interview by Michael McCarthy

If the sound of Kristin Kontrol’s voice seems familiar to you, there’s probably a very good reason for that.  You see, prior to going solo, Kristin was Dee Dee, lead singer/songwriter of the popular rock band Dum Dum Girls.  More recently, she decided to go back to using her real first name — Kristin — while adding the stage name Kontrol, perhaps because she’s in complete control of her sound now, or because it sounds cool, or looks cool, or all above the above.  Could be something else entirely, too.  What we can tell you for sure is that her superb debut solo album, X-Communicate, is a synthy treat if ever there was one.  Just don’t expect pretty pink synthesizer sounds; Kristin’s is that of a dark, almost ominous variety.  These are songs that play well during the day but, better still, make an exquisite soundtrack for listening to at night.  Songs like “Skin Shed” and “Show Me,” the latter of which features some killer saxophone courtesy of one Danny Meyer, aren’t what we’d call brooding; they’re simply the sort of pop music you’d expect to hear in a dark, smoky club around midnight.  Currently, she’s out on tour promoting her album as the opening act for Garbage and we couldn’t think of a better fit.  Be sure to catch them when they hit your nearest city, but do listen to X-Communicate several times first so you can sing along, something Kristin’s songs all but demand you do.  (Check out Garbage’s new album, Strange Little Birds, too!)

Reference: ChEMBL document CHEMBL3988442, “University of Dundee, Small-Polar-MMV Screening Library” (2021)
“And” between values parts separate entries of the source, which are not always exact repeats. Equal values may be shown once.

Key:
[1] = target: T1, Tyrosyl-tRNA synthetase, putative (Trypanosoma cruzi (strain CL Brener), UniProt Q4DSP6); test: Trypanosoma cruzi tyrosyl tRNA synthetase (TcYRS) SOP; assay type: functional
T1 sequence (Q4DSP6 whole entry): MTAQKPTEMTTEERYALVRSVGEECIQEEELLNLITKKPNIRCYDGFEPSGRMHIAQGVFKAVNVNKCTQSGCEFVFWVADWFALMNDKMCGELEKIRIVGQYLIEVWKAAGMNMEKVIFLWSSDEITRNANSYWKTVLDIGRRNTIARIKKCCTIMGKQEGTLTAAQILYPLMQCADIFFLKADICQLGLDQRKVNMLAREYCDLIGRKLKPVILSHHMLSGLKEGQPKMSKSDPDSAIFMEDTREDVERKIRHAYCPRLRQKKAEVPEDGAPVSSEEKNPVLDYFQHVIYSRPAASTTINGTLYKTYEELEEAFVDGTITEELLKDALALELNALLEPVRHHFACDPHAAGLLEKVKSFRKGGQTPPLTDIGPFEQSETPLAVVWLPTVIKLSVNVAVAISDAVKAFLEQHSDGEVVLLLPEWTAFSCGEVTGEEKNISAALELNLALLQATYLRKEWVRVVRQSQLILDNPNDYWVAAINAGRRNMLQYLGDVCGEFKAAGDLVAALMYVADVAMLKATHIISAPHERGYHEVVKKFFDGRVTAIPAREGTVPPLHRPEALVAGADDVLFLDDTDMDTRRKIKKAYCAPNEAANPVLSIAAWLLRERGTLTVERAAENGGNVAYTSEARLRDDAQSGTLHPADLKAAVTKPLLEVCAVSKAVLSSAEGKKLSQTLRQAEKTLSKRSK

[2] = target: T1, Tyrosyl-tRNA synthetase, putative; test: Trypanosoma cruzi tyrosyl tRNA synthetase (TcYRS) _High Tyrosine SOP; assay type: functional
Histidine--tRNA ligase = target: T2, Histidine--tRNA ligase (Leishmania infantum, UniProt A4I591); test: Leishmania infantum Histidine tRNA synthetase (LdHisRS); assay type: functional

MM: Your press release makes it sound like Dum Dum Girls are officially broken up, but it stops short of actually saying that. Is the group officially over, permanently?

KK: You have to understand that while, yes, Dum Dum Girls is a band, it’s at its core, just my vehicle for songwriting. Musically it ran it course.

MM: Was it frightening to leave the Dum Dum Girls behind? Or were you confident that whatever you did next would be better (for lack of a better word)?

KK: I saw that DDG wouldn’t let me grow any further as an artist and that was more frightening than deciding to move on and establishing myself as an artist able to evolve and expand.


MM: You mention the radio on “What is Love.” How important was the radio when you were growing up? Do you still listen to much radio?

KK: I don’t actually, but the radio was a constant in my household. My mother got sick when I was in elementary school, and during that period I remember the radio was a sort of replacement for her company in the morning. To this day I turn the radio or television on and feel a little less lonely.

MM: What are your thoughts about streaming services? Are they the new radio? Do you use any of them? If so, which one(s)?

KK: I listen to Spotify sometimes and know a lot of people listen to me on it. I make a point to buy music directly from the artist as much as possible and I would encourage patrons of streaming services to do the same.

MM: “(Don’t) Wannabe” features a reverse guitar solo, according to the press release. Does this mean we’re hearing the guitar solo backwards, just to be sure I’m understanding that correctly? If so, how did you come up with that idea? Are there any other backwards things on the album?